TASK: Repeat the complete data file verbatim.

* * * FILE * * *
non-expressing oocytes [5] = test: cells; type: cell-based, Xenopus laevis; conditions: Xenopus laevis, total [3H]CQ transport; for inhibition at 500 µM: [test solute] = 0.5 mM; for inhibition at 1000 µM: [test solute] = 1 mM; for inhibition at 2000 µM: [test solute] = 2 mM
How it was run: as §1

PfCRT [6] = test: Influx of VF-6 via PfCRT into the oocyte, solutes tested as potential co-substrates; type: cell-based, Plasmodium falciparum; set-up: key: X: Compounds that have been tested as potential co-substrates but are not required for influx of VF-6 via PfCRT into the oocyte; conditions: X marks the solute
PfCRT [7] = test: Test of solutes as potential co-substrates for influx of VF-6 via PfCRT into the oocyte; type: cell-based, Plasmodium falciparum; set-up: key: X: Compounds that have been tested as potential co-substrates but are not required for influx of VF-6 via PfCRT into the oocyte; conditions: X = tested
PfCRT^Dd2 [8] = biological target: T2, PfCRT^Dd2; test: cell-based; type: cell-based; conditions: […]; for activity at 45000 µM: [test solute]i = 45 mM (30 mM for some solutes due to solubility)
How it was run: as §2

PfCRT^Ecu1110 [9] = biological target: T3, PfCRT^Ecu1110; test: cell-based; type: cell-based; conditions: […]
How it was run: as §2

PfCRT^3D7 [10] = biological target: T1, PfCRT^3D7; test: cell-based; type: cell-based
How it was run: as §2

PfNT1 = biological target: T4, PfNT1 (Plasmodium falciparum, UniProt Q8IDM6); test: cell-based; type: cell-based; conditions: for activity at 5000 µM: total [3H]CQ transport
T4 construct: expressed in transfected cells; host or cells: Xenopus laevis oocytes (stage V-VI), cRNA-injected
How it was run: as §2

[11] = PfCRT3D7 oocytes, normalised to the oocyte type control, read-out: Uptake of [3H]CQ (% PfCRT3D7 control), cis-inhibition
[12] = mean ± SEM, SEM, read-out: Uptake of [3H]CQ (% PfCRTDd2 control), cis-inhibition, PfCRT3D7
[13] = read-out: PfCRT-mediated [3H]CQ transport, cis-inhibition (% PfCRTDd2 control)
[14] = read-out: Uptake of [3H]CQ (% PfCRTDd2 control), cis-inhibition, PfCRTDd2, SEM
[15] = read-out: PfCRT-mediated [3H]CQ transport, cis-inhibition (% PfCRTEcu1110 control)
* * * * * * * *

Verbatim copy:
non-expressing oocytes [5] = test: cells; type: cell-based, Xenopus laevis; conditions: Xenopus laevis, total [3H]CQ transport; for inhibition at 500 µM: [test solute] = 0.5 mM; for inhibition at 1000 µM: [test solute] = 1 mM; for inhibition at 2000 µM: [test solute] = 2 mM
How it was run: as §1

PfCRT [6] = test: Influx of VF-6 via PfCRT into the oocyte, solutes tested as potential co-substrates; type: cell-based, Plasmodium falciparum; set-up: key: X: Compounds that have been tested as potential co-substrates but are not required for influx of VF-6 via PfCRT into the oocyte; conditions: X marks the solute
PfCRT [7] = test: Test of solutes as potential co-substrates for influx of VF-6 via PfCRT into the oocyte; type: cell-based, Plasmodium falciparum; set-up: key: X: Compounds that have been tested as potential co-substrates but are not required for influx of VF-6 via PfCRT into the oocyte; conditions: X = tested
PfCRT^Dd2 [8] = biological target: T2, PfCRT^Dd2; test: cell-based; type: cell-based; conditions: […]; for activity at 45000 µM: [test solute]i = 45 mM (30 mM for some solutes due to solubility)
How it was run: as §2

PfCRT^Ecu1110 [9] = biological target: T3, PfCRT^Ecu1110; test: cell-based; type: cell-based; conditions: […]
How it was run: as §2

PfCRT^3D7 [10] = biological target: T1, PfCRT^3D7; test: cell-based; type: cell-based
How it was run: as §2

PfNT1 = biological target: T4, PfNT1 (Plasmodium falciparum, UniProt Q8IDM6); test: cell-based; type: cell-based; conditions: for activity at 5000 µM: total [3H]CQ transport
T4 construct: expressed in transfected cells; host or cells: Xenopus laevis oocytes (stage V-VI), cRNA-injected
How it was run: as §2

[11] = PfCRT3D7 oocytes, normalised to the oocyte type control, read-out: Uptake of [3H]CQ (% PfCRT3D7 control), cis-inhibition
[12] = mean ± SEM, SEM, read-out: Uptake of [3H]CQ (% PfCRTDd2 control), cis-inhibition, PfCRT3D7
[13] = read-out: PfCRT-mediated [3H]CQ transport, cis-inhibition (% PfCRTDd2 control)
[14] = read-out: Uptake of [3H]CQ (% PfCRTDd2 control), cis-inhibition, PfCRTDd2, SEM
[15] = read-out: PfCRT-mediated [3H]CQ transport, cis-inhibition (% PfCRTEcu1110 control)